I was raised in Louisville, Kentucky. My father and mother were socially progressive for their time. One was never allowed to use a racial epithet. My father, a state Senator, sponsored or co-sponsored legislation to advance civil rights and the environment. When I went to Columbia University as an undergraduate, I had no problem adapting to the liberal social environment. New York City in the late 1970s and early 1980s was an exciting brew of cultures.
However, like many an undergraduate, I sought ways to distinguish myself. Surrounded by so many Northeasterners, I leaned into my Southern roots.. Aside from professing a love of Bourbon, the Allman Brothers and Lynyrd Skynyrd, I had a Confederate flag in my dorm room. Stupid, in retrospect? Sure. But it was 1982 and I was young and, even though I was a history major, I did not appreciate what that flag symbolized to other people. I was wrong, of course, but how long-lived are the consequences for that mistake? If I were now an elected official of a high enough level, and this came out, could my explanation and apology for youthful insensitivity be accepted? Could my record as an adult be judged rather than my college years?
Missed price signals – short-run mistakes with long-run consequences
I thought about the perils of rushing to judgement and the risk of mistakes with long-lasting consequences when I got a call from a reporter on a case before the CPUC on Natural Gas that occurred last summer. You may recall that in late July, SoCal gas spiked and penalties put in place to ensure reliability were invoked. These “OFOs” (Operational Flow Orders) and associated penalties provide incentives to keep a pipeline reliable. So, when the reporter asked if Southern California Edison’s request to reduce OFO penalties was justified simply because the penalties “raise prices,” I was surprised. Of course it would raise prices – that is the point! The penalty serves as a price signal indicating that natural gas is scarce. Those high prices provide incentive to conserve.
Dampening the price signal in this instance would lead to second-order problems. Many market participants make hedging arrangements that would be undermined if penalties are cancelled or altered. Participants will cease to make those hedging arrangements in the future since the basis of making contract determinations is not to be trusted. If that happens, prices over time rise as the market for supply shrinks because there is no way to trust the market signals – the “fundamentals.”
Advanced economies long-ago determined that prices will lead to a disciplined behavior that would not exist without them. Prices – in the short run – indicate that the market participants or operator must take action. In the long run, prices indicate the need for system upgrades, investment, or accessing new supplies. But the drumbeat in many regulatory quarters against “high prices” and suspicion of “the market” has become so pervasive that a trade reporter asks if a proposal to suspend OFO penalties is justified to avoid high prices? Rather the reporter should ask whether the price signal offered by the penalty helps ensure reliability and economic efficiency? But the underlying predicate – that prices honestly derived in a competitive market – achieve the best solution both in the short-term and over time, seems lost.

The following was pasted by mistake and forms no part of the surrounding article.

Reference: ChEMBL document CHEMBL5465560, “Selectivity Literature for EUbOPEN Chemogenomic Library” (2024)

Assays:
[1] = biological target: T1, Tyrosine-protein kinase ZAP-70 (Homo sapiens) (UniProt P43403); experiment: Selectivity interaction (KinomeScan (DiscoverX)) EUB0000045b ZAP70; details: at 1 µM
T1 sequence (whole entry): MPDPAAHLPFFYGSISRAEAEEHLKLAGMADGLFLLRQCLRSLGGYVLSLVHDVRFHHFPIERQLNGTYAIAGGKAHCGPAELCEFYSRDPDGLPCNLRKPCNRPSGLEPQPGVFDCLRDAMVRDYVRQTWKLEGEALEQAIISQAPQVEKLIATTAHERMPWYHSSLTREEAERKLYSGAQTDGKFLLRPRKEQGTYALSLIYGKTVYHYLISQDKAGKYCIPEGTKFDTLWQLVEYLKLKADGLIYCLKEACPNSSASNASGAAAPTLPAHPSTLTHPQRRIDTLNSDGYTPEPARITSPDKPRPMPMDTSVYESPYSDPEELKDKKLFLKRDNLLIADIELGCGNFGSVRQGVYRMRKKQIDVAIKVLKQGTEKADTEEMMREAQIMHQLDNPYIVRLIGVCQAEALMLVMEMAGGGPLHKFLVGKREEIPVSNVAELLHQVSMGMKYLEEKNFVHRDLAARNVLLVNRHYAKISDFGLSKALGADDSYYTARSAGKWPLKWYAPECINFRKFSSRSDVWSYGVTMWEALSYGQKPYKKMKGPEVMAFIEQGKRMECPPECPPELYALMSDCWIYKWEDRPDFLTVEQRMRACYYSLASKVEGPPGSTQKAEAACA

Carbon pricing – case in point
The lesson of price signals has not escaped those who wish to promote carbon reduction. We know that a carbon cost – whether an outright tax or a more subtle cap-and-trade program – will cause those that emit offending carbon to increase prices. This, in turn, makes production of less noxious resources more economical. As my favorite new publication, The Economist would say, this is the “non-hairshirted” approach to environmentalism. Nevertheless, even this approach normally leads to higher prices, at least in the short run.
The question has been this: can we allow high prices in the name of driving behavior? Do we need to hide the high prices so that the result is not too transparent as to become unpopular? This may have been one of the attractions of “renewable portfolio standards.” Regulators push the procurement of resources through requirements on the utility and, voila! You get renewable energy to order. No muss, no fuss.
The problem is that to meet the requirements, utilities have entered into contracts that span for multiple years, even as prices have fallen. Unlike generation built to compete in a market that moves and is “marked to market,” the contracts can get more and more expensive in relation to the marginal price in a market like CAISO. That is because CAISO is reflecting the cost as the market develops, not at the cost that was “anticipated” over the course of years and baked into the contract. If the utility runs into financial trouble, the regulator must find a way to stand by the utility. Otherwise, debt holders can call contracts that are “out of market” into question, even if the utility does not reach the point of bankruptcy.
PG&E is an example of this scenario, but so are bets made by big utilities in the East on nuclear power or Clean Coal in the last decade. In fact, the entire effort of moving to power markets in the 1990s was driven by bad utility investments of the 1970s and 1980s abetted by well-meaning regulators without the discipline of a market. As we wish to move to cleaner power, we risk making the same mistakes because sometimes markets “raise prices.” Failing to respect price signals now can lead to inefficient and untenable outcomes for decades. We can move to clean energy, but competitive markets should be allowed to work. Building economic incentives rather than hiding the costs in an “order” to procure renewable resources will make the transition as inexpensive as possible.